Human society is not homogenous but heterogeneous. It is stratified everywhere in many respects such as economic, religious, political, moral, philosophical, etc. all societies arrange their member in terms of superiority, inferiority, and equality. The vertical scale of evaluation, this placing of people in strata or layers is called stratification. Thus social stratification is meant by the division of man into high and low levels of society.

There is no existence of such a society in the world where there is no difference or dissimilarities between a man with another man. Each man in the community falls into various classes; such as someone from economic, some educational, and some from a power point of view. This process is known as social stratification.

Define Social Stratification

Stratification is simply a process of interaction of differentiation whereby some people come to rank higher than others.

Definition of Social Stratification
Definition of Social Stratification

According to Raymond W. Murray, “Social stratification is a horizontal division of society into ‘high’ and ‘lower’ social units.”

According to Ogburn and Nimkoff, “The process by which individuals and groups are ranked in a more or less enduring hierarchy of status is known as stratification.”

Accordion to Sorokin, “Social stratification means the division of people by stages that means at one end in the society there exists the higher class and at the other end the lower class.”

According to Gisbert,  “Social stratification is the division of society into permanent groups of categories linked with each other by the ration ship of superiority and subordination.”

From the above discussion, it can be said that social stratification is the unequal existence of individuals or groups in society. At one end is the higher class and at the other end is the lower class.

Characteristics of Social Stratification

  1. It is social: Stratification is social in the sense; it does represent biologically used inequalities. Indeed, such factors as strength, intelligence, age, and sex can often serve as the basis on which statuses or strata are distinguished.
  2. It is ancient: The stratification system is quite old. According to historical records; stratification was present even in the small wandering bands.
  3. It is universal: The stratification system is a worldwide phenomenon. The difference between the rich and the poor or the ‘haves’ and the ‘have nots’ is evident everywhere. Even in ‘non-literate’ societies, stratification is very much present.
  4. It is in diverse forms: The stratification system has never been uniform in all societies. Ancient Roman society was stratified into two strata; the patricians and the plebians.
  5. It is consequential: The stratification system is consequential and has its consequences. The most important, most desired, and often the scarcest things in human life are distributed unequally because of stratification.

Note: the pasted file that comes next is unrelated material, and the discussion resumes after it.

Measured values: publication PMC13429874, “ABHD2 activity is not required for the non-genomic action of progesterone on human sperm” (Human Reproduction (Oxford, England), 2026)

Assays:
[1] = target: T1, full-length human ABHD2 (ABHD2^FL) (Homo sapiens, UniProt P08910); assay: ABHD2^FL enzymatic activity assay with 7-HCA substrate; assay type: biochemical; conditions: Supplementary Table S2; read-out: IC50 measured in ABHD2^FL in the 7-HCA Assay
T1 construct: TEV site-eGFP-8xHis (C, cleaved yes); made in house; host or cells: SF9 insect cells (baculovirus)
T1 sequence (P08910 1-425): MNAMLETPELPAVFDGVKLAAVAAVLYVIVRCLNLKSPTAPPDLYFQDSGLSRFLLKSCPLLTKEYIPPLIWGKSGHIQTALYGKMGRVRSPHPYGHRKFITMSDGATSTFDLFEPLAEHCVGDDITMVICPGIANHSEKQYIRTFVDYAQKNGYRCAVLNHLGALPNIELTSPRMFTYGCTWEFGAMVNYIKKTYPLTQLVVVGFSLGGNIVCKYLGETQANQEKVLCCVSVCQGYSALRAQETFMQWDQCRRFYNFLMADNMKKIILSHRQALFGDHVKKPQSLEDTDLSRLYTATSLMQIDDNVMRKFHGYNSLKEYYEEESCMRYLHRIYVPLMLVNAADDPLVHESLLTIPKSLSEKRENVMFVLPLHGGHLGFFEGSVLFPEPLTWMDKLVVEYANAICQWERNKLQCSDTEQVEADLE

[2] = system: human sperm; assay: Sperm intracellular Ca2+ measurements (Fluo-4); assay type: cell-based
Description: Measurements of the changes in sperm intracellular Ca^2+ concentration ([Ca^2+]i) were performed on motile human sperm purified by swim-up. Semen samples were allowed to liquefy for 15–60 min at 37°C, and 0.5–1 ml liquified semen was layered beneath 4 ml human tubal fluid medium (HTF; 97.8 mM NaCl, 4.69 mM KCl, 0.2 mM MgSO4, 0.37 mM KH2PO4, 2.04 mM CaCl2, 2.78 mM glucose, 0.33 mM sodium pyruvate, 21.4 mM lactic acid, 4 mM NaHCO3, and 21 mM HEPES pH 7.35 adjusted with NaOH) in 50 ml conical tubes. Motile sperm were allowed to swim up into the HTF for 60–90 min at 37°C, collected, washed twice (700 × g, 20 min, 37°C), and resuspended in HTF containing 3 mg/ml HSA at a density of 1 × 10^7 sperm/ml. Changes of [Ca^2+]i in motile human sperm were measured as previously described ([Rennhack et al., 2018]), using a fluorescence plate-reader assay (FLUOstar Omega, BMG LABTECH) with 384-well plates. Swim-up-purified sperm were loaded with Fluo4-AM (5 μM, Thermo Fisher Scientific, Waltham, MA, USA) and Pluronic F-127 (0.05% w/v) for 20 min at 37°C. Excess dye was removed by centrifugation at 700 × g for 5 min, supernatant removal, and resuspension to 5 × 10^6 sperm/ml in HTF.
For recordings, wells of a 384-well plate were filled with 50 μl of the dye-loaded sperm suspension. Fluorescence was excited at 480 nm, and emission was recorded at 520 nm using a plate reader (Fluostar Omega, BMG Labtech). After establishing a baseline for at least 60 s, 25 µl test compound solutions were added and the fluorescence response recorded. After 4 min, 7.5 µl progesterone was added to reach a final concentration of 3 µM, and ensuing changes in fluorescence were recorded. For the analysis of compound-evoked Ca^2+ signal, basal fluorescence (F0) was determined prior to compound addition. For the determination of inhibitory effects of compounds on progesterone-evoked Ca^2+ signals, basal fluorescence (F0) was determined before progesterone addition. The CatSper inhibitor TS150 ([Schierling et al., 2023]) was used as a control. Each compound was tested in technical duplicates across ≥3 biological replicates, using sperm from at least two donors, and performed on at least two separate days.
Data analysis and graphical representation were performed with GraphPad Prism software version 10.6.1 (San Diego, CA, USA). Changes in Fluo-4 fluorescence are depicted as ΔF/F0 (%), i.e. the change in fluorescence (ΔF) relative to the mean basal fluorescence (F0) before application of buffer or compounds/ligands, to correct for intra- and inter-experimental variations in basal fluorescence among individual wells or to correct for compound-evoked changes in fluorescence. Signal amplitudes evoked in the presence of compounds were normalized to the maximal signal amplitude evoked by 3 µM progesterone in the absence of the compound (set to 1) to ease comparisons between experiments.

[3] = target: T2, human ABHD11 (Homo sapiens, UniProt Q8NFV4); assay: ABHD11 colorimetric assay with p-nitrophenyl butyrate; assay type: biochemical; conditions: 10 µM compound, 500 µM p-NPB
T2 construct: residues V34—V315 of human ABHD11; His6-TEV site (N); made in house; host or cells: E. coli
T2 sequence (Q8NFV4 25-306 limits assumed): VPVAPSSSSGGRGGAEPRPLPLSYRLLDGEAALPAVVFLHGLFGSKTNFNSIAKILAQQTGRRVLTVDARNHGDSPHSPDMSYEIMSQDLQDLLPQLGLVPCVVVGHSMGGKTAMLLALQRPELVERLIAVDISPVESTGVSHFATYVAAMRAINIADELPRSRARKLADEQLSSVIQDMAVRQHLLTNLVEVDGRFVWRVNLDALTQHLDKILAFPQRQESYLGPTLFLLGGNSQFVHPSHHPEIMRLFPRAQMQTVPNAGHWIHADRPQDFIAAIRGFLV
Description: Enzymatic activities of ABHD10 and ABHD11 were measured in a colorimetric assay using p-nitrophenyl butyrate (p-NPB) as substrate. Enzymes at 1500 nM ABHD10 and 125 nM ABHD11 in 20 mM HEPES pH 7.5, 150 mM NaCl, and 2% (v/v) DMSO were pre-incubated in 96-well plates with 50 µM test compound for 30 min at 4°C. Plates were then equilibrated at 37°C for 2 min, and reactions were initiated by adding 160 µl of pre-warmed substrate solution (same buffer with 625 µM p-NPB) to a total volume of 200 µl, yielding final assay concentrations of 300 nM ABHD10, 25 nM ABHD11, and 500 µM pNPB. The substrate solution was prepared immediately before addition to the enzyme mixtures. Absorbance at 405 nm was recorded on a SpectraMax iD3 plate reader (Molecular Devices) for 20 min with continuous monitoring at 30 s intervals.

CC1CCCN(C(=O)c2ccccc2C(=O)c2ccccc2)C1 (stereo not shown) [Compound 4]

Types of Social Stratification

Types of Social Stratification
Types of Social Stratification

The four main types of social stratification are given below:

  1. Slavery: Slavery is one of the elements of social stratification. A slave is considered the property of others by the law and customs of society. The characteristics of slavery are:
          a. A slave was known as the property of his master. The master of the slave could use him any way he likes.
          b. The slaves were hated in society.
          c. The slave had no political rights. They were looked down upon in society.
          d. The slave had to do compulsory labor slavery system was in vogue in ancient Greece and Rome.
  2. Estate system: Estate system sometimes means property, sometimes social class, and sometimes rights and duties. In the middle age, there were three characteristics of the estate system. They were
          a. The first state was the clergymen. They were called the first-class estate.
          b. The second-class estate was aristocratic. The third class estate was the common people. The rights of the second-class estate were fixed by law and in the eye of the law, everybody is equal.
          c. The people of first and second-class estates enjoyed social and political rights.
  3. Social class: The social class is the part of a community that is separated from another part of the cause of social states. Generally, the people of the society are divided into three classes from three angles-
          a. Economic
          b. Power
          c. Status to money
    In respect of money, power, and status, the people of a society are divided into three classes.
          a. Upper-class
          b. Middle-class
          c. Lower class
    One class is separated from the other in respect of income, living conditions, honor, authority, etc.
  4. Caste system: D.N. Majumder and T.N. Madan say that the caste system is a closed class. When a class is judged from the side of heredity, it is called a caste system. In the caste system membership is determined by birth and the social system is also predetermined. Besides in this system, the people of one caste cannot marry another caste. The caste system is one of the characteristics of Hindu society. According to the caste system, the Hindus are divided into four divisions. Such as
          a. Brahmin
          b. Kshatriya
          c. Vaishya
          d. Sudra.

At last, social stratification is a system of reviewing the different classes in society.